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Lot 3636. An exceptionally fine and rare pair of robin's-egg glazed garlic-mouth vases, Seal marks and period of Yongzheng (1723-1735); 26.6 cm. Lot sold: 21,350,000 HKD (Estimate: 20,000,000 - 30,000,000 HKD). ©  2021 Sotheby's

each elegantly potted with a pear-shaped body supported on a spreading foot rising to a waisted neck surmounted by a garlic-head mouth, covered overall in a brilliant turquoise glaze vibrantly heightened with deep violet-red cascades, the recessed base with an impressed four-character seal mark, wood stands.

Property from the collection of Quincy Chuang.

Provenance: Collection of J.M. Hu (1911-95).

Note: The present pair of vases are exceptionally impressive with their highly unusual, well-matching glaze effect and their elegantly curved silhouette. While the typical ‘robin’s egg’ glaze shows a more even speckled blue, the glaze on the present pieces displays a more variegated, lively pattern of colours. Such extraordinary effect is perhaps the result of the reckless experimentation with Jun-type glazes undertaken during the Yongzheng period. Developed at Jingdezhen under the pioneering direction of the official Tang Ying (1682-1756), who is known to have studied in detail the finest imperial porcelains of the Song dynasty, the ‘robin’s egg’ glaze was created as a reinterpretation of the famous Jun glazes of the Song. Known as lujun (‘furnace Jun’) in Chinese, the glaze was fired at a lower temperature than that of the porcelain itself and thus required a second firing. In Taocheng jishi [Records of ceramic production], one of the most important documents about the Imperial Factory written by Tang Ying during the last year of the Yongzheng reign, lujun glaze is listed first among the nineteen major types of ceramics that he succeeded in firing and proposed as suitable for regular delivery to the imperial court. Although the production of ‘robin’s egg’ glaze lasted till the end of the Qing dynasty, the finest pieces were created in the Yongzheng and Qianlong periods. According to the archival records of the imperial household, vases with this glaze were often displayed in the rooms on matching zitan wood stands as are preserved with the present pair. Simple yet elegant in design, these two vases not only reflect the Yongzheng Emperor's very fine taste but also possess a timeless appeal.Two ‘robin's egg’ glazed vases of a closely related garlic-mouth form are known, one in the National Palace Museum, Taipei (accession no. Zhong-Ci-749) , published in the Illustrated Catalogue of Ch’ing Dynasty Porcelain in the National Palace Museum, Republic of China, K’ang-hsi Ware and Yung-cheng Ware, Tokyo, 1980, pl. 146 (fig. 1); the other in the Zande Lou Collection, included in the exhibition Qing Imperial Monochromes: The Zande Lou Collection, Art Museum, The Chinese University of Hong Kong, Hong Kong, 2005, cat. no. 20.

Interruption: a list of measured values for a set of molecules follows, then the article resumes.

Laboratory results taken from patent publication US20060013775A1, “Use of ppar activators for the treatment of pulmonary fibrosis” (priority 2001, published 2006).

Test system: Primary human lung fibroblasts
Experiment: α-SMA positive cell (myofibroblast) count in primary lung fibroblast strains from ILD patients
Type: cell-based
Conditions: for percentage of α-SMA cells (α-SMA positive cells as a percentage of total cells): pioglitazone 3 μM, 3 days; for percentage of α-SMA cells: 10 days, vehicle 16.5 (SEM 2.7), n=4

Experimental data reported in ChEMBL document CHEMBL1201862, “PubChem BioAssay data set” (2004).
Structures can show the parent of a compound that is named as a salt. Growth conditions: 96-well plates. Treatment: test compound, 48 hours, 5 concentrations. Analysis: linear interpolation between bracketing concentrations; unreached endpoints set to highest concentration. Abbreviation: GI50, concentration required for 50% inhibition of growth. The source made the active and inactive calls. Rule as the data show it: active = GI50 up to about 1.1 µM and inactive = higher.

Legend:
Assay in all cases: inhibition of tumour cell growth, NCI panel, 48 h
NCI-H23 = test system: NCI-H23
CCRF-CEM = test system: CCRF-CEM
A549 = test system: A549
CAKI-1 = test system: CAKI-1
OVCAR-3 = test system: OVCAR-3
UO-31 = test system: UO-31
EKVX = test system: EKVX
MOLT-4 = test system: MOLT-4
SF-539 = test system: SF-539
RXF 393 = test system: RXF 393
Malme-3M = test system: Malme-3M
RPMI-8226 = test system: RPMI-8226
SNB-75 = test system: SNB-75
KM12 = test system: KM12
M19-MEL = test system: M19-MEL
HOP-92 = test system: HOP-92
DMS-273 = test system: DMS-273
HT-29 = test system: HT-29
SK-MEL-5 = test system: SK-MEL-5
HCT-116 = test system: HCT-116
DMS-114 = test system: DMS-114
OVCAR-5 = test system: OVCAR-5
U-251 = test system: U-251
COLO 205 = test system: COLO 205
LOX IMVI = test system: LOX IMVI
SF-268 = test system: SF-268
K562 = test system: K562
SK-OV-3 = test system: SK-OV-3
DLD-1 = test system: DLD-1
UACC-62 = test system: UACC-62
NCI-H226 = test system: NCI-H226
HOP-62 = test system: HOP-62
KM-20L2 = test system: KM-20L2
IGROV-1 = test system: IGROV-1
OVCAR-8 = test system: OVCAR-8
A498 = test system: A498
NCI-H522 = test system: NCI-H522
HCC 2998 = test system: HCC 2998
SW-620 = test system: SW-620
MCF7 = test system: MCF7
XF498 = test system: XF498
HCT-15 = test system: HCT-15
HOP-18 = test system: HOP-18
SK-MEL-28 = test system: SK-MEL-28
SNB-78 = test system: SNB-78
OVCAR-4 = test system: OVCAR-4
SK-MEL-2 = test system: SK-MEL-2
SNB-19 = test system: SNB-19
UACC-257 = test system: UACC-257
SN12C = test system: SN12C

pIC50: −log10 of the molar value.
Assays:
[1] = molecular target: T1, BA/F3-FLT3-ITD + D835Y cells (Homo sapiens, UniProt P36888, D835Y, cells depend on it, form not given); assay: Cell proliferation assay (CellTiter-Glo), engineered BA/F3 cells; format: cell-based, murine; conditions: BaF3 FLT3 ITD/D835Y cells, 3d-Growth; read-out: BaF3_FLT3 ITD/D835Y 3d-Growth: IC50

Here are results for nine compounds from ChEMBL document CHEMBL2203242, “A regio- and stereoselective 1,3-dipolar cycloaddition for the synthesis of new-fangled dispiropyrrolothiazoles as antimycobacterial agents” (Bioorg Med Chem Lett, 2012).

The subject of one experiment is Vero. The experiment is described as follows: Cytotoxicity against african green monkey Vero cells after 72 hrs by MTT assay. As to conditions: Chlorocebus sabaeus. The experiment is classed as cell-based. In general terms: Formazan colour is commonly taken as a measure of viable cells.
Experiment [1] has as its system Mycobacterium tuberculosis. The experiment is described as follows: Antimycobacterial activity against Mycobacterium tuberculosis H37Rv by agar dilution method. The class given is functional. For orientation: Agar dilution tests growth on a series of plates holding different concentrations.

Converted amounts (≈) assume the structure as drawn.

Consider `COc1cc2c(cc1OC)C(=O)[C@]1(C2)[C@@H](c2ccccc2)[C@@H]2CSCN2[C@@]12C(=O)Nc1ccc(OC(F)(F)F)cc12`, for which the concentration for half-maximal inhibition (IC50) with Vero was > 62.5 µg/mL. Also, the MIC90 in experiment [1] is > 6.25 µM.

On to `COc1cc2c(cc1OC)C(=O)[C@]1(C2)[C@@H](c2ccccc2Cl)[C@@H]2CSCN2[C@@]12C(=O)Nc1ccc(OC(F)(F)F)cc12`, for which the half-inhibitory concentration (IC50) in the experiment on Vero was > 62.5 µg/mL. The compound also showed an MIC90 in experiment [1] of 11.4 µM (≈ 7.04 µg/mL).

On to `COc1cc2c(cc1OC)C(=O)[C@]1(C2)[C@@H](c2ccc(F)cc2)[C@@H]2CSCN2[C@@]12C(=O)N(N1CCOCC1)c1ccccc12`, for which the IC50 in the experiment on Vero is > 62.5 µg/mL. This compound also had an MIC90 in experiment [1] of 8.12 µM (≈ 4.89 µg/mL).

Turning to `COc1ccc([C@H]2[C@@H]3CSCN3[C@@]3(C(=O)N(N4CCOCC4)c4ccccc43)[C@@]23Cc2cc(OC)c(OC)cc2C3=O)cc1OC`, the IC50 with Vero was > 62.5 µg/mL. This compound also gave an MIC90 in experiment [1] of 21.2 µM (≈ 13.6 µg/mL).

Garlic-head-shaped vase in glaze imitating Jun ware, Qing dynasty, Yongzheng reign (1723-1735), National Palace Museum, Taipei.

Vases of this shape are also known with different variations of the ‘robin’s egg’ glaze. Two slightly larger vases are in the Palace Museum, Beijing (accession nos Gu-148964 and Gu-148963); one imitating lazurite with richer tints of blue, included in the exhibition China. The Three Emperors 1662-1795, Royal Academy of Arts, London, 2005-6, cat. no. 179, and illustrated in Gugong Bowuyuan cang: Qingdai yuyao ciqi / Qing Porcelains from the Imperial Kilns Preserved in the Palace Museum, vol. 1, part 2, Beijing, 2005, pl. 126; the other with blue mottles concentrated mostly on the upper part of the vessel, illustrated in The Complete Works of Chinese Ceramics, vol. 14: Qing Dynasty (part 1), Shanghai, 1999, pl. 205. A further vase with additional shades of red particularly around its mouth, is preserved in the National Palace Museum, Taipei (accession no. Zhong-Ci-743).

Compare also two vases of slightly different form with the more typical ‘robin’s egg’ glaze. Usually called lianpengkou ping (‘lotus neck’ vases), these vessels are decorated with a mouth modelled in the form of a lotus flower rising from a slightly taller neck, and flanked with applied lion masks on the shoulders. One of them is in the Palace Museum, Beijing (accession no. Gu-148947), illustrated in Kangxi, Yongzheng, Qianlong: Qing Porcelain from the Palace Museum Collection, Hong Kong, 1989, pl. 120; and the other is preserved in the Victoria and Albert Museum, London (accession no. 601&A-1907), illustrated in Rose Kerr, Chinese Ceramics: Porcelain of the Qing Dynasty 1644-1911, London, 1998, pp. 88-9, fig. 64.

Sotheby's. Important Chinese Art including Imperial Jades from the De An Tang Collection, Hong Kong, 13 October 2021